Administrator Of A Charitable Foundation
Job Title: CEO Of Family Foundation
Type of Company: A family foundation with interests in the arts and culture, human rights and civil liberties, education, health, the environment, the Himalayan plateau and New York City.
Education: BA, Political Science, UC-Berkeley MA (and ABD), Political Science, Yale
Previous Experience: 1966-7 faculty Stillman College (pol sci)
1969-71 faculty Kirkland College (pol sci)
1971-2005 faculty Duke University (public policy)
Job Tasks: I supervise a staff of five people. We evaluate letters of inquiry from organizations in need of philanthropic support in our areas of interest. From of few of these organizations we invite grant proposals, and we evaluate those proposals and make recommendations to out trustees. We usually meet the leadership of any organization we fund, and our decisions are based partly on the evident energy and intelligence of those people, as well as the logic of their plan.
The foundation also has some projects funded internally, the largest of which is a major web site, making images from more than two dozen museums available on the web. A small in-house project is Music and Memory, a plan to provide Alzheimer's patients and other infirm and elderly people with personalized music (on iPods), so that they can listen as they like to music that has deep resonance for them.
I am in charge of overall budgeting and planning, hiring, and I handle many of our relationships with our trustees. Our founder and lead trustee is in the office most of every day. So my job also includes serving as his writer of choice for speeches and policy communications, particularly matters having to do with the museum he donated and of which he is the CEO.
Some of my time is taken up by meetings with other people in philanthropic organizations, looking for collaborative opportunities. And some of my time is spent giving advice to people who will not receive grants, but whose works seems of particular value to me.
I spend two or three hours every day on email, and at least an hour a day drafting memos for our founder. No one day is like another, and my job requires that I stay reasonably well informed about a very broad range of interests: Himalayan art and culture; the politics and social and environmental problems of the Himalayan region; leadership in that region, especially among the Tibetan Buddhists; university education, especially for undergraduates, about the region. I am also keeping up with many US issues and problems: cultural and arts policy in New York and nationally; problems of public health and sanitation; the history of the labor movement; electronic efforts aimed at defeating censorship.
I am fortunate in not having to deal much with the Foundation's investments, but I do spend some time with our bookkeeper and accountant, keeping track of our financial affairs, and I am also the point of contact for the Foundation's lawyer.
In addition to my daytime work, I attend a fair number of evening meetings and events as a representative of the foundation.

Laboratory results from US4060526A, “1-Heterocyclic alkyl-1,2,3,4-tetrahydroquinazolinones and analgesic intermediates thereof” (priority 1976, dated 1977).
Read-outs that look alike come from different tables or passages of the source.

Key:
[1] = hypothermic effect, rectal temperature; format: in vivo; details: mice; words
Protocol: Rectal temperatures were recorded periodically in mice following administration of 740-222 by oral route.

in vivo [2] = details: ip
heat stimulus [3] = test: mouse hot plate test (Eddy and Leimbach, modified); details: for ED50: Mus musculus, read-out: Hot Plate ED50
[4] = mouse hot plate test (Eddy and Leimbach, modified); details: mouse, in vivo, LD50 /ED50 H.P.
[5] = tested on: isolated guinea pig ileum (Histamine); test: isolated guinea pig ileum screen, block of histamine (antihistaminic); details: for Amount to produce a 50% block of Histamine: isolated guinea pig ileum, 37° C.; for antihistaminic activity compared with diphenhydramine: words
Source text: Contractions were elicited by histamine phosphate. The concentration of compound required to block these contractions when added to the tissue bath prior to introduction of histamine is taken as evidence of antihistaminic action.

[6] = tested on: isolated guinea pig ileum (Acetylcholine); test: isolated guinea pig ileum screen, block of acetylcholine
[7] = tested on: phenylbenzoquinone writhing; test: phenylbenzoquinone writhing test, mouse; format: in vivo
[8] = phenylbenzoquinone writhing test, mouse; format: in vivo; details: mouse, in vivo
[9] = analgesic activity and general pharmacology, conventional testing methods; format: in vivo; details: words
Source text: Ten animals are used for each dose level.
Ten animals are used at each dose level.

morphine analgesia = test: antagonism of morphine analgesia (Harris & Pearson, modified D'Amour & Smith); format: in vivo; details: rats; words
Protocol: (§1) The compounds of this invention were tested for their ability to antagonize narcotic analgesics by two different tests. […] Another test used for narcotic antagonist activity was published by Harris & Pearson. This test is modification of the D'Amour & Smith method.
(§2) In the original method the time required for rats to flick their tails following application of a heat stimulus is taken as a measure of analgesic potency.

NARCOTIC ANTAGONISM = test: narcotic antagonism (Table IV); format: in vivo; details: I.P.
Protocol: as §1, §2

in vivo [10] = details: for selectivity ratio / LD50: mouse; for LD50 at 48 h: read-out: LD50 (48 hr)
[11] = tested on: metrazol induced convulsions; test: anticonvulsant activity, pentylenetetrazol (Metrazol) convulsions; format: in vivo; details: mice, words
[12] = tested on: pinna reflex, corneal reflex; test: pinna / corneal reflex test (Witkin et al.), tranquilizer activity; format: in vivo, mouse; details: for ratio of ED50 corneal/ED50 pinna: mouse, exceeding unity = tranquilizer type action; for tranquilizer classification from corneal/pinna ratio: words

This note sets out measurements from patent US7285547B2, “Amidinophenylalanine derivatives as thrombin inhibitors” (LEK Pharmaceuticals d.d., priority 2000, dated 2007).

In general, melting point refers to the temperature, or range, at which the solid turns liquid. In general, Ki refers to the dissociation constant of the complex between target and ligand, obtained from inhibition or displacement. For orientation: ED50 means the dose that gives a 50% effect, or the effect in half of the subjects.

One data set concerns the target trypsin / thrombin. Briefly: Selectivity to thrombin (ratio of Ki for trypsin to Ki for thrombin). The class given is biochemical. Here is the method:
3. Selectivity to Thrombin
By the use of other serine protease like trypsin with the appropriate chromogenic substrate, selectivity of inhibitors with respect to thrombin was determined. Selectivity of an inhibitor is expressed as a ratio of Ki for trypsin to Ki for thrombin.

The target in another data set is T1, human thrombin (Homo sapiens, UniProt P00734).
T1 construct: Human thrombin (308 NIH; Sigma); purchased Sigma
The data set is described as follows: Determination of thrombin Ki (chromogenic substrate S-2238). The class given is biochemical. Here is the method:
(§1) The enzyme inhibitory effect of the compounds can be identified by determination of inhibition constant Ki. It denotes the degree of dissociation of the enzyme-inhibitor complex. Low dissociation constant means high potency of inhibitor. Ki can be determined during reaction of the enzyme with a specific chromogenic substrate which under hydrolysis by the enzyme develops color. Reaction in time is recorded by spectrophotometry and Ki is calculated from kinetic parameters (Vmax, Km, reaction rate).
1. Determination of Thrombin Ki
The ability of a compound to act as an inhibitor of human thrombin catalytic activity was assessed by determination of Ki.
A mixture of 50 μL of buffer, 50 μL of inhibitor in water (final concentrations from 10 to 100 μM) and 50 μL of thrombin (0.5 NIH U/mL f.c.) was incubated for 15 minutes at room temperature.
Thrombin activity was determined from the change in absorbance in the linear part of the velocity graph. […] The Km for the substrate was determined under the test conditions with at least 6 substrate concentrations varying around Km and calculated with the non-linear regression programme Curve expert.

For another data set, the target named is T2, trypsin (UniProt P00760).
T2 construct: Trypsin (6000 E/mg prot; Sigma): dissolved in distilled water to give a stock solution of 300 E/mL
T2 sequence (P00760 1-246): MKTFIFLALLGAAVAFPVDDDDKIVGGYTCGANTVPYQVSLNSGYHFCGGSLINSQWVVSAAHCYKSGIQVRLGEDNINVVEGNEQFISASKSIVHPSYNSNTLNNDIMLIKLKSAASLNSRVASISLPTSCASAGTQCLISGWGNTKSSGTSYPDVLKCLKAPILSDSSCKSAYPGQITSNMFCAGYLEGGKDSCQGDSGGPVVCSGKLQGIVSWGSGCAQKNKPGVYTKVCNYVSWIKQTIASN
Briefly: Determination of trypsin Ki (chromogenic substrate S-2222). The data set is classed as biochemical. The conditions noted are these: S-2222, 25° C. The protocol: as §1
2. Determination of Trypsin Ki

Best and Worst Parts of the Job: The best part of the job is the variety. On any given day I may find myself meeting with an architect who has a plan for earthquake-resistant housing; a notable Buddhist lama from Nepal; a leading psychiatrist interested in the museum's planned exhibition about Jung and the Jungian interest in Tibetan art; the leader of a public health school for a discussion of the elements of national health care reform; television executives about problems of funding for documentaries and for arts coverage on public television; and leaders of an organization that helps classical musicians organize benefit concerts for their favorite charities.
The worst part of the job is the flip side of the best. My day has too many starts and stops; it is hard to hold focus or to finish projects. Our founder is impatient and has a limited attention span; his endless fund of bright new ideas often has the effect of undermining his good ideas of a week or a month or year before.
Job Tips: Most philanthropic leaders have had broad experience in more than one field, and few have had long careers in philanthropy. If you want to be a philanthropic leader, don't spend too much time as a program officer at a big foundation.
Experience with grantees is important; working with good non-profit organizations and understanding their leadership and funding problems is invaluable.
Grant-making is about relationships. Get to know trustworthy and good-hearted leaders in areas that interest you. Learn also to deal with philanthropists, many of whom are impatient, confident, self-made entrepreneurs. One important skill is the ability to combine enthusiasm about someone else's ideas with appropriate doubts and reservations. Yes! is a valuable word. (But) is a crucial part of getting to the right decision.
Additional Thoughts: It is terrifically important not to spend too much time on the parts of the job at which you are not very good. Many do the opposite: people who are clumsy writers spend too much time writing. (Hire a writer!) People with no head for figures struggle too long with accounting. (Hire a book-keeper who is good at explaining). Polish the skills you have. Do more of what you like; you can excel at that part of your job.
Nothing is more important than having an ethical bottom line. Organizations can make unwise and even wasteful decisions at times, and you may not be able to keep those from happening. But you must hold the line against self-dealing or any other kind of dishonesty or law-breaking. You have to be able to say no to your trustees and your fellow staff members -- and you have to be willing to resign if decisions are made that are ethically indefensible.